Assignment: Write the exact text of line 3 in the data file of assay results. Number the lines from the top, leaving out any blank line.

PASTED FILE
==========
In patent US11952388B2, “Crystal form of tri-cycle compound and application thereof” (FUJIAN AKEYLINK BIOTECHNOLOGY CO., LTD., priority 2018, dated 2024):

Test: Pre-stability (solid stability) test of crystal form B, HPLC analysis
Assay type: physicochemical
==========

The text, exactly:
Assay type: physicochemical